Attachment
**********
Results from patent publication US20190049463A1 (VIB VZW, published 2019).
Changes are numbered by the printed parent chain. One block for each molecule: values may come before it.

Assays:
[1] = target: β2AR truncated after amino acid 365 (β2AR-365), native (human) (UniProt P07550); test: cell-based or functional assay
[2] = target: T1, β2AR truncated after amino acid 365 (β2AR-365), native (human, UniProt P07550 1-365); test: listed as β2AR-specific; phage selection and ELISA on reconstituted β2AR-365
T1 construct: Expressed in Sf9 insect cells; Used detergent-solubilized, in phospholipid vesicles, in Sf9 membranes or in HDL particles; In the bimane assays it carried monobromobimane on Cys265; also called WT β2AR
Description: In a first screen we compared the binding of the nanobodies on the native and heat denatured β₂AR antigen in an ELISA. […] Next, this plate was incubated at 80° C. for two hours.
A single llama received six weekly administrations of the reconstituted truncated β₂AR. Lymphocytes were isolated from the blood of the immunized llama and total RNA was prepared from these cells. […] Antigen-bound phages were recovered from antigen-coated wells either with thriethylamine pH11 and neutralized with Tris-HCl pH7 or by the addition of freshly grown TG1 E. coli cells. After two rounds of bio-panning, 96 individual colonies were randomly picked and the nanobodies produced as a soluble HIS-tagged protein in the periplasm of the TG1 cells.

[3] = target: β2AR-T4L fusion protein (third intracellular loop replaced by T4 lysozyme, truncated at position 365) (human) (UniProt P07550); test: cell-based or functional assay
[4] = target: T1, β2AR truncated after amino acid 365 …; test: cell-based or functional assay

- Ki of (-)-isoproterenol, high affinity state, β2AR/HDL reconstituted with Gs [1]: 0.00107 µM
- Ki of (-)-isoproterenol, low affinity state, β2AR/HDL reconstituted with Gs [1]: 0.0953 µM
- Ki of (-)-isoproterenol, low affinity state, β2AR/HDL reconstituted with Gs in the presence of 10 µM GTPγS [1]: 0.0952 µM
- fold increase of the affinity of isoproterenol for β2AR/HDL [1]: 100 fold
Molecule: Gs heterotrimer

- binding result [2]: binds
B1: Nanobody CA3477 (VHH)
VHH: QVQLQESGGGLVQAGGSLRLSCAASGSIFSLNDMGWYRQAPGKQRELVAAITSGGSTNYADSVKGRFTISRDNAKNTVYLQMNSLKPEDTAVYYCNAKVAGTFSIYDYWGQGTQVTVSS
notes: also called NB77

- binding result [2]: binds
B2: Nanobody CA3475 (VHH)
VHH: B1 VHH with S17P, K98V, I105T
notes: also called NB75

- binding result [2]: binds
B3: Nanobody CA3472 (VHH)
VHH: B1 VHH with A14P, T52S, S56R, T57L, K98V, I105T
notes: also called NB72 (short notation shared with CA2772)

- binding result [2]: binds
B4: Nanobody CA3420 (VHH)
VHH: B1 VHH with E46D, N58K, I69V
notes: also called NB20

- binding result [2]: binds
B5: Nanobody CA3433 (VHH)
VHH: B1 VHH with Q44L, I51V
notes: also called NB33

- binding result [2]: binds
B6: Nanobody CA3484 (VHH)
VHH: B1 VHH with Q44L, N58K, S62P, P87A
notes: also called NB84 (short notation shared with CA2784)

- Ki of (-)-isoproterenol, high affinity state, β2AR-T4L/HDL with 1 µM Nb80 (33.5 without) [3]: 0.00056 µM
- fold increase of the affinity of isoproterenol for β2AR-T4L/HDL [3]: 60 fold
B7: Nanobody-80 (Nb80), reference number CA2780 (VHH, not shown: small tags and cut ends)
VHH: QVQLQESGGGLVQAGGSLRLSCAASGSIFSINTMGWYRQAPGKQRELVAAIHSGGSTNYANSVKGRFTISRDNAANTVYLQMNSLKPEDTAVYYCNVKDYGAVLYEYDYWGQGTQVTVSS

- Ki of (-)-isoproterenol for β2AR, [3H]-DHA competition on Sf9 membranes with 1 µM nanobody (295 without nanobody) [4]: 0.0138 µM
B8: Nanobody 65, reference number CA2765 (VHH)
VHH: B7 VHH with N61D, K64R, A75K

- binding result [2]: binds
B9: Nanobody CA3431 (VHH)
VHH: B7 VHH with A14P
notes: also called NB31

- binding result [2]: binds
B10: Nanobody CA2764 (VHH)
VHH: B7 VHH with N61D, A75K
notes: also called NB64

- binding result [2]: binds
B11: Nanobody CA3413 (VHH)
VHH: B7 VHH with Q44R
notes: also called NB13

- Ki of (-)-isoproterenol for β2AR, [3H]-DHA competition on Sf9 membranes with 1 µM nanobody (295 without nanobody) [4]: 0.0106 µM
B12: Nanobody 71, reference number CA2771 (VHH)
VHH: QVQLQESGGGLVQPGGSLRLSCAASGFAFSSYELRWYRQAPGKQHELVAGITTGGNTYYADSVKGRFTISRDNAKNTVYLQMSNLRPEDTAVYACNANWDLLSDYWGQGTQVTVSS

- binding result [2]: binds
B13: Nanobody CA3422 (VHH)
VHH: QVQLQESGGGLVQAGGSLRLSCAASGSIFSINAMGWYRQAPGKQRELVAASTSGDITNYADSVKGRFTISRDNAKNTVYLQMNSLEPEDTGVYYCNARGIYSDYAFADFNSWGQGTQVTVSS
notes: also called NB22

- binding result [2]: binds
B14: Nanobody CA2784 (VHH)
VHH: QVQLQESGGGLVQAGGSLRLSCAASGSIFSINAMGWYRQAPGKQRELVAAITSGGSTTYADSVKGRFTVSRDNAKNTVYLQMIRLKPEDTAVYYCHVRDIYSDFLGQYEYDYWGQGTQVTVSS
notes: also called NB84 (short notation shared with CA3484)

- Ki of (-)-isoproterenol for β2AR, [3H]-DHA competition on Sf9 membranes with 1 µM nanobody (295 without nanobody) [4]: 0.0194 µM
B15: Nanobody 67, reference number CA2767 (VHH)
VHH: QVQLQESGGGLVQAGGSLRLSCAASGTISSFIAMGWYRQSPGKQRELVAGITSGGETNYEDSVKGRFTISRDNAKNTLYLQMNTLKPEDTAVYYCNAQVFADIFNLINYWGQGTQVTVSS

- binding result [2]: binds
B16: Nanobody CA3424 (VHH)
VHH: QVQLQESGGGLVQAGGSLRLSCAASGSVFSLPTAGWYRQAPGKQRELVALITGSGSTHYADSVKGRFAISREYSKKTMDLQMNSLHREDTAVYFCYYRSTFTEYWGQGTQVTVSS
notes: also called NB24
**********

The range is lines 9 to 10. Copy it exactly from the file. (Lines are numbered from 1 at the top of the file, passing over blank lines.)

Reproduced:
[3] = target: β2AR-T4L fusion protein (third intracellular loop replaced by T4 lysozyme, truncated at position 365) (human) (UniProt P07550); test: cell-based or functional assay
[4] = target: T1, β2AR truncated after amino acid 365 …; test: cell-based or functional assay